This is my book diary for 2011…


A book about the chapter of Cuban history made famous by Coppola’s Godfather sequel, in which mob bosses descended on Havana and built themselves an empire beyond the reach of United States law, only to have it smashed to pieces by the revolution.  English follows Castro’s long road to victory and the development of Cuba’s heavily-connected casinos so well, I’m sure the interviews alone have landed him with quite the FBI file.  Thankfully the work paid off–capitalism and socialism get equal screen time here, and the reader gets a clear view of what sucks worst about each of them.


This is a quick, informative account of the telegraph’s history, tracking its development, its proliferation, and its decline. It’s a fascinating look at the twin headaches of scientific and commercial endeavor, and since the telegraph’s story offers unmistakeable parallels to the world-changing effects of the internet, it’s also a kind of future history lesson—mostly about the dodgier aspects of global living that the internet won’t change.


On the surface this is the story of Patrick Dennis, who wrote “Auntie Mame” and many other socialite-skewering satires of the sixties, but in telling that story, the book also explores how gay men survived (or didn’t) in an era when they were only partially able to recognize themselves. Dennis spends much of his life married with kids, then explores his sexuality during his life’s frantic “second act”, which soon devolves into a long, sad party.  After he’s run out of cash, he at last finds some genuine peace as an undercover butler, and returns to his wife at the end of his life. One of the strangest, saddest arts biographies I’ve ever read, about one of the funniest people you’ll ever read about, there’s a lot to mull over here.


Booth’s book re-envisions 3000 years of human history from a Fortean perspective, tying the major artistic, military and spiritual movements of earth into an eerily consistent tale of materialized thoughts, astrological influences, and vegetables that evolve into people. Not “history” in the strictest sense (or even the loosest) its audacity alone carries a kind of wallop, because Booth makes his preposterous claims so emphatically, so enthusiastically, you can’t help but want to come along for the ride. (“In 1274 in Florence a youthful Dante first saw the beautiful Beatrice. It was love at first sight. It was also the first time anyone fell in love at first sight.”) Believing the author’s assertions is not necessary to enjoy the book, because merely considering them has the effect of knocking down walls in your brain, making “Secret” a veritable light to gasoline for the imagination. One of the best things I’ve ever read, seriously.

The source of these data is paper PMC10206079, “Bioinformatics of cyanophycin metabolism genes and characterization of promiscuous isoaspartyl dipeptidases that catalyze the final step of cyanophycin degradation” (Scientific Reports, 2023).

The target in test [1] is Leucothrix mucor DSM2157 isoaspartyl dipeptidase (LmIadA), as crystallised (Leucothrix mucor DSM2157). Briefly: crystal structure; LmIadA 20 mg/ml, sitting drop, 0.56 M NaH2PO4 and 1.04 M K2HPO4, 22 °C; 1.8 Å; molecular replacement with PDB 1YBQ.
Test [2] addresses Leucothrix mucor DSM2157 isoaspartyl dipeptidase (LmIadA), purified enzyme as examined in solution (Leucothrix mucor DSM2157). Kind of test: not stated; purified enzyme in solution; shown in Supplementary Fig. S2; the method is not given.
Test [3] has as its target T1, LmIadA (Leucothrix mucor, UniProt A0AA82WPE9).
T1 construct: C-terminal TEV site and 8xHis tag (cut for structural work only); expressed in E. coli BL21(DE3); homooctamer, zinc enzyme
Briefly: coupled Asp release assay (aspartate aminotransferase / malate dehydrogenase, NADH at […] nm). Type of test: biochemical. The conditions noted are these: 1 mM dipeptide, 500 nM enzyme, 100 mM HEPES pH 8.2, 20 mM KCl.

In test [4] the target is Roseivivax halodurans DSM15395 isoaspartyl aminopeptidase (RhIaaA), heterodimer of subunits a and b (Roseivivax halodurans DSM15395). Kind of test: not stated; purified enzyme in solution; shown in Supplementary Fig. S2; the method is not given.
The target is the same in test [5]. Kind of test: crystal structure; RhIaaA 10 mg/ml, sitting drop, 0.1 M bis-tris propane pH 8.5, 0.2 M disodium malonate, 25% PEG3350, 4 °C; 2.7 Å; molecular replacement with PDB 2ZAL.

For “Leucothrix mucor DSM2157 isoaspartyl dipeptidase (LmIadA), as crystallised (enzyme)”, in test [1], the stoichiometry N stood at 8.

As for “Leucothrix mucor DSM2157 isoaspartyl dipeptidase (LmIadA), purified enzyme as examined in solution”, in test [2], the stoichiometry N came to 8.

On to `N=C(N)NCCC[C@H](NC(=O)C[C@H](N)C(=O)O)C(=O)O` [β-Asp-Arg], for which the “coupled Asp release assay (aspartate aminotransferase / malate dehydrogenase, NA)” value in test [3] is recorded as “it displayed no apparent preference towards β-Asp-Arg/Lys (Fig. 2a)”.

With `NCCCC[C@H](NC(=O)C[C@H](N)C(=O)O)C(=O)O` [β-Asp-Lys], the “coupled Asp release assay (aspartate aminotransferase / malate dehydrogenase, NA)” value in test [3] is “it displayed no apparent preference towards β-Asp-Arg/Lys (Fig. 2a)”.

THE INTUITIONIST by Colson Whitehead

A novel that wears its metaphors on its sleeve, “The Intuitionist” concerns a New-York-esque city’s first African-American female elevator inspector, and her quest to clear her name after she’s framed for a free-fall. For all its speculative flights of fancy (elevators are practically worshipped in this world, and some inspectors use a gentle form of clairvoyance to examine them) one thing Whitehead doesn’t mess with is how race is experienced in America, particularly in the big city–he captures a time when civil rights ideals were making their way into society, but only taking a tentative hold, and the tension and doubt are palpable.  Of course, to say this is a book about racism would just be another way of pigeonholing it into a genre, which seems unfair with something this audacious.  It’s certainly a story about asserting your own identity, as opposed to someone else’s version of it, and it’s anything but someone else’s version of a novel.

Here’s a link to my diary for the books I read in 2010.